And if your kids are concerned that their projects don’t look as good as their friends’ (parents’) projects, it’s a good opportunity for you to discuss taking pride in their work and paying attention to detail and how rewarding it is to know that you’ve worked hard on something yourself.
7. Stop making everything safe.
I’m not saying to throw your kids on a bike with out a helmet or to hold your two-year-old on your lap in the front seat of the car when you drive across country or to allow your son to run at full speed around the house with scissors.
But your kids need to be allowed to take risks. They need to climb trees. They need to be vulnerable. They need to see that if they try out for the school play and they don’t get a part they will be okay. They also need to see that on the other end of the spectrum, when you take a risk and are successful, that results in feelings of independence and self worth and accomplishement and pride.
It’s hard to experience those feelings when you are always in the safe zone.
8. Stop buying toys with batteries in them.
Toys that require batteries and make noise result in less and less human interaction between you and your child. (Plus, they are really f *cking annoying).
When electronic toys are used, parents say about 40 words per minute, on average, compared with 56 words per minute for traditional toys and 67 words per minute with books.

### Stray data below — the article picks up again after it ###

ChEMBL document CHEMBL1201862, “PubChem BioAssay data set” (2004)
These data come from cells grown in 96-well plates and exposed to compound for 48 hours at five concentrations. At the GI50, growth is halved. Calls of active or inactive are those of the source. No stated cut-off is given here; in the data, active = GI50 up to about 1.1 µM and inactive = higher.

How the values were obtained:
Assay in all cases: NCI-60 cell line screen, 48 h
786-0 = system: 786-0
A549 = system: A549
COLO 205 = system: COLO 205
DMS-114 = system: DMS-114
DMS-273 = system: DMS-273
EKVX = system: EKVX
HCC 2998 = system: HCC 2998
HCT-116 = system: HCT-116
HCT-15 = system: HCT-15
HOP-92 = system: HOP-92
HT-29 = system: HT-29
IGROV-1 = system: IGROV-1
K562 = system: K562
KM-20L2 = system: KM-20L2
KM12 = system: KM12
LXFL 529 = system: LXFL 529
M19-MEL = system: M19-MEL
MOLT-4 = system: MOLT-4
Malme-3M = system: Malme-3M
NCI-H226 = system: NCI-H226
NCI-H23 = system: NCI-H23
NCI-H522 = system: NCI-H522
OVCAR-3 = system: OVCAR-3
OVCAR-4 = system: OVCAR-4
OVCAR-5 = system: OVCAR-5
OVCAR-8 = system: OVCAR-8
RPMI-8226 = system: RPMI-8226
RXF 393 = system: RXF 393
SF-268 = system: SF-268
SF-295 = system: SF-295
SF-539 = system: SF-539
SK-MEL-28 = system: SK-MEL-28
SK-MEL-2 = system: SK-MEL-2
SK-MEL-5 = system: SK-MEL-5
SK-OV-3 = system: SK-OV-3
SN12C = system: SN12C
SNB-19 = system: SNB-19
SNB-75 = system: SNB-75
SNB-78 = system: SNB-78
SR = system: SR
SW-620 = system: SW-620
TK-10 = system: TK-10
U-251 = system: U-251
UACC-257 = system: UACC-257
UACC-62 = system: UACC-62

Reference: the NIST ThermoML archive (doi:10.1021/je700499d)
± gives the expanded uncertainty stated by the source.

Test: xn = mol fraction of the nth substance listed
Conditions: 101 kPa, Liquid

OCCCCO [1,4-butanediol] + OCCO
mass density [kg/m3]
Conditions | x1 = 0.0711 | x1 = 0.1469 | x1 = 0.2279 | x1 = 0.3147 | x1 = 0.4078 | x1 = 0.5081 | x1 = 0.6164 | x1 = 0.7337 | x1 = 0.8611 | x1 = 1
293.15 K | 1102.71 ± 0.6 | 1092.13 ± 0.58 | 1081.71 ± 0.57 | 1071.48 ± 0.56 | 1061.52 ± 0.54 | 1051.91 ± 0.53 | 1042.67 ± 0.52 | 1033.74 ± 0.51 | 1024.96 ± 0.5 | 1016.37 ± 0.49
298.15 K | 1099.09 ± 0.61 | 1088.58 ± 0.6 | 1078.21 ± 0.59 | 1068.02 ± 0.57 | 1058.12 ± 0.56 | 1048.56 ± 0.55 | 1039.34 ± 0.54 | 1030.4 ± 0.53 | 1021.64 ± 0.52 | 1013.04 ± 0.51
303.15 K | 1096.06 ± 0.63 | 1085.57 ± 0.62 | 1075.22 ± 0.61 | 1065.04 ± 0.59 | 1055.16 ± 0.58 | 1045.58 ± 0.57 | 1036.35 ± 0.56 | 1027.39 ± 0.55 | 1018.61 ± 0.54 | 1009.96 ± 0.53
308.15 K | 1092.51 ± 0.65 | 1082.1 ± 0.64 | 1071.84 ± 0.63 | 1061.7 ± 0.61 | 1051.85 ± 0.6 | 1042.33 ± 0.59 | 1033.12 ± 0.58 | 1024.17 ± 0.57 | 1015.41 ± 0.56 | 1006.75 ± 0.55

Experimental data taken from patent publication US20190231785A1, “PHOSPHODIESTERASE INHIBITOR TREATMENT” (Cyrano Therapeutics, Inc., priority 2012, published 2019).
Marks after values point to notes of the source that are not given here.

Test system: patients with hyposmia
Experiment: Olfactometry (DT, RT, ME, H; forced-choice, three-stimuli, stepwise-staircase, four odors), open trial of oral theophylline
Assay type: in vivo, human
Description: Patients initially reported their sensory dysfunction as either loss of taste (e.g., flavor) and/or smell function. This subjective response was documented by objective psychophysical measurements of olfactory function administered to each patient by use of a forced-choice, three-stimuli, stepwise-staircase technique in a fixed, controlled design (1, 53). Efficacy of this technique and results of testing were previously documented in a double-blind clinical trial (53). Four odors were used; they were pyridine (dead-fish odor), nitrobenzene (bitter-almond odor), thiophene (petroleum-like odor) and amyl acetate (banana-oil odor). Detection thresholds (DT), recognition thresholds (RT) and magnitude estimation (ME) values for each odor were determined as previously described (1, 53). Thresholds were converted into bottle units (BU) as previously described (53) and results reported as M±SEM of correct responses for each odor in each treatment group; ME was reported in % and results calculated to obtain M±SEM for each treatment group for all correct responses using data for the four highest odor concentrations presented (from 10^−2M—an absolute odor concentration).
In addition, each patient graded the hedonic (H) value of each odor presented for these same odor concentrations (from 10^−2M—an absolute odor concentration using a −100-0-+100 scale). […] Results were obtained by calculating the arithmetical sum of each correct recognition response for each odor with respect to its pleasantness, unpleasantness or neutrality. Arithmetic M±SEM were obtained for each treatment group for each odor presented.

You know the best way to encourage language development and literacy and fluency with your kids?
Talk to them yourself.
Don’t let a toy do the talking for you.
Stick with the old school toys! (You’ll save money on batteries, too).
9. Stop allowing them to use electronics to occupy themselves everywhere you go.
(And this is in reference to neurotypical children)
Yes, it’s tempting to give your child an iPad or your iPhone so they will leave you the hell alone and you can just get through the grocery store as quickly as possible. But this is an extension of number 8. Your children need to learn to navigate boring or monotonous activities without constant stimulations. They need to interact with you and other human beings. They need to learn to say hello and make eye contact and to address and acknowledge other human beings.
And they need you to model this behavior for them.
Because the biggest disservice we can do to our children and our society is to allow them to mindlessly navigate the world and their surroundings without acknowledging the existence of other human beings.
10. Stop fixing everything.
I know. It sucks to see your kids upset and sad. But these emotions are a part of life. Allow your kids to be disappointed. Allow your kids to feel the uncomfortable feelings and learn how to deal with them without crumbling.
This is a valuable skill they will need to possess for the rest of their lives!
In the moment, some of these things can be pretty tough to do. It’s a lot easier to just give your kid the iPad to shut him the hell up and stop the whining!
But in the long run, when you stop doing these things for your kids, they will be more responsible, more independent, and more proactive, and your job as a parent will be a little bit (or maybe even a lot) easier.
Please keep voting!